When do you want to start seeing footage from an upcoming game? Do you want to see clips of it in its most raw state? Is seeing alphas and betas appealing to you? Or do you only want to see videos when things are almost done. It is something companies struggle with every day. When do you finally reveal gameplay to the public? But the answer might just be that any time is a good time, as long as you are upfront with people about the current state of the game and your expectations.
CD Projekt Red is one developer dealing with this. At E3 2018, it was showing off behind-closed-doors footage of Cyberpunk 2077. When the reel was made, the game was in a sort of alpha state. It was not even possible to play the basic elements from start to finish. Still, about 48 minutes was available. The public clamored for access, and on August 27, 2018 CD Projekt Red answered with the footage. However, the company expressed concern over it both at the end of the video itself, hidden in a secret message, and in interviews. It was worried the final product might not live up to expectations or what was shown might not excite people. Given the reception, it seems they had nothing to worry about. CD Projekt Red has made clear this is a work in progress, and people are showing an appropriate level of excitement.
Of course, having concerns is normal. Think about what Insomniac went through with Marvel’s Spider-Man. This game was very visible during its development. Sony often showed it off at events like E3. When the actual release date crept up, some people were surprised. They accused Insomniac of downgrading the visuals. This was not the case. Different elements, like video quality and the time of day in the game, had an impact on the overall quality of some footage. Plus, the other videos were works in progress. Still, hearing such criticisms could make a developer uneasy.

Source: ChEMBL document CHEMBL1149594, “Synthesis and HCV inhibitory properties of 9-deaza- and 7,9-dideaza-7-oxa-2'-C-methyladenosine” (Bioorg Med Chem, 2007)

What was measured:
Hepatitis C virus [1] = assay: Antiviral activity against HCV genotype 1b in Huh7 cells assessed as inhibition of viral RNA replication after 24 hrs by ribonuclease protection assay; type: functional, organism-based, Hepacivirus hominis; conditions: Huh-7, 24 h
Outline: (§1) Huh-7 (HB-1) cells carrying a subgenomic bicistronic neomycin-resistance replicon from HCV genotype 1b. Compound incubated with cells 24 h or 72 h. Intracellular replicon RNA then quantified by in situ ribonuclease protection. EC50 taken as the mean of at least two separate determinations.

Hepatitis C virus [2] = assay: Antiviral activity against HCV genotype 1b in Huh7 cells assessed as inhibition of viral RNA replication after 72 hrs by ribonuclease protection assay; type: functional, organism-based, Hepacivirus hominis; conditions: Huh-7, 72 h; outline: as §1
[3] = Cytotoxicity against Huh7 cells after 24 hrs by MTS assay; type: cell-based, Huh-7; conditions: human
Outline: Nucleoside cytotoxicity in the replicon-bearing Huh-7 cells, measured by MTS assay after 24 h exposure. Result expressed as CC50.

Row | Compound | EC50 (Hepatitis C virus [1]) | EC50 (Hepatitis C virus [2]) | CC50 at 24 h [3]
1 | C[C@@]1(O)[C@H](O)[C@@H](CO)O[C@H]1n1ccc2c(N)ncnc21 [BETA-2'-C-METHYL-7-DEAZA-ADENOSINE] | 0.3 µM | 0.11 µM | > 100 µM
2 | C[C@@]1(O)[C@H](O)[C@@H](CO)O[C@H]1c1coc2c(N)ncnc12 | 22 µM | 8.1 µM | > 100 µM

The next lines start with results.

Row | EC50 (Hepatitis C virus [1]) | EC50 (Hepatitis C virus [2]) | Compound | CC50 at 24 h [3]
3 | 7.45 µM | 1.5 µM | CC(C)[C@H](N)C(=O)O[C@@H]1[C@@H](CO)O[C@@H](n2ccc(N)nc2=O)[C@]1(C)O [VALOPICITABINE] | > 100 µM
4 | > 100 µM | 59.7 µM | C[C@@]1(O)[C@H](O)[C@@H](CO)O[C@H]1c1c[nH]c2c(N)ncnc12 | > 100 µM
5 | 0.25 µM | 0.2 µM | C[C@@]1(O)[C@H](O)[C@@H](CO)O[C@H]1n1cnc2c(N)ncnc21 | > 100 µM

The important thing is to avoid misrepresentation. If companies are upfront about things being alpha or beta footage, maybe even putting disclaimers in the videos, people will understand. As long as no one is pulling a Gearbox and Sega move, ala Aliens: Colonial Marines, there will hopefully not be a backlash. Making sure it is established that things could change gives people a chance to get hyped up and anticipate how games may turn out. It gives us insight into the development process. Lots of companies even already preface such footage by putting notes in them or a subtitle that says it is not final.
Besides, having this kind of footage is important for historical purposes. We don’t often get very detailed looks at games while they are growing. If we are lucky and a title is popular enough, maybe some of the best storyboards, early screenshots, or builds will get a little attention after launch. These sorts of early bits of footage are a way to chart progress, see growth, and learn how projects evolve. Scaring companies away from sharing such things does not benefit the greater community.
Releasing early footage from a game is a difficult decision to make. Companies are putting their hard work on the line. The footage may not represent a final product. While it could pay off and generate hype, it could also result in negative responses criticizing the progress so far. After the full game is out, it might even make people critique the final project and claim early footage was a lie. But as long as companies are honest about things being based on early builds, everything should be fine and it should be a way to give people a look at how game development works.